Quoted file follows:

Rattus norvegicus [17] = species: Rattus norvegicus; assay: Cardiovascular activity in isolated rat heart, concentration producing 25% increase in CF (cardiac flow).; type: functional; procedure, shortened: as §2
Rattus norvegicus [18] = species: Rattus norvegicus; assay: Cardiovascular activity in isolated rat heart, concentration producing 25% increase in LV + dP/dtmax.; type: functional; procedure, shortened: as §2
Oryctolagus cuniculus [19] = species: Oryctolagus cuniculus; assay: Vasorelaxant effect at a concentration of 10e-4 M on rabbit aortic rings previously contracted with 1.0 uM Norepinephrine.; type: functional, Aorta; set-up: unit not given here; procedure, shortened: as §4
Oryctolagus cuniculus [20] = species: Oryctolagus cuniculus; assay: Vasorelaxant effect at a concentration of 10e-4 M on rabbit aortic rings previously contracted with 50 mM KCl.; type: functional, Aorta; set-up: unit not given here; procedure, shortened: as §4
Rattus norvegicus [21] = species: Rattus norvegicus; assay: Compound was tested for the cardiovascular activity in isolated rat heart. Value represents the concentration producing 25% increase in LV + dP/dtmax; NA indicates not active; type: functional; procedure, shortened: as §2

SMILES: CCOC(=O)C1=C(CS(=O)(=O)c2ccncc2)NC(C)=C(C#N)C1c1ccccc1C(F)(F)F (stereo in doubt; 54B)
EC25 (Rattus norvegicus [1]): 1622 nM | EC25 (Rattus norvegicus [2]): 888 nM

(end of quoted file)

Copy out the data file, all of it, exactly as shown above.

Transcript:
Rattus norvegicus [17] = species: Rattus norvegicus; assay: Cardiovascular activity in isolated rat heart, concentration producing 25% increase in CF (cardiac flow).; type: functional; procedure, shortened: as §2
Rattus norvegicus [18] = species: Rattus norvegicus; assay: Cardiovascular activity in isolated rat heart, concentration producing 25% increase in LV + dP/dtmax.; type: functional; procedure, shortened: as §2
Oryctolagus cuniculus [19] = species: Oryctolagus cuniculus; assay: Vasorelaxant effect at a concentration of 10e-4 M on rabbit aortic rings previously contracted with 1.0 uM Norepinephrine.; type: functional, Aorta; set-up: unit not given here; procedure, shortened: as §4
Oryctolagus cuniculus [20] = species: Oryctolagus cuniculus; assay: Vasorelaxant effect at a concentration of 10e-4 M on rabbit aortic rings previously contracted with 50 mM KCl.; type: functional, Aorta; set-up: unit not given here; procedure, shortened: as §4
Rattus norvegicus [21] = species: Rattus norvegicus; assay: Compound was tested for the cardiovascular activity in isolated rat heart. Value represents the concentration producing 25% increase in LV + dP/dtmax; NA indicates not active; type: functional; procedure, shortened: as §2

SMILES: CCOC(=O)C1=C(CS(=O)(=O)c2ccncc2)NC(C)=C(C#N)C1c1ccccc1C(F)(F)F (stereo in doubt; 54B)
EC25 (Rattus norvegicus [1]): 1622 nM | EC25 (Rattus norvegicus [2]): 888 nM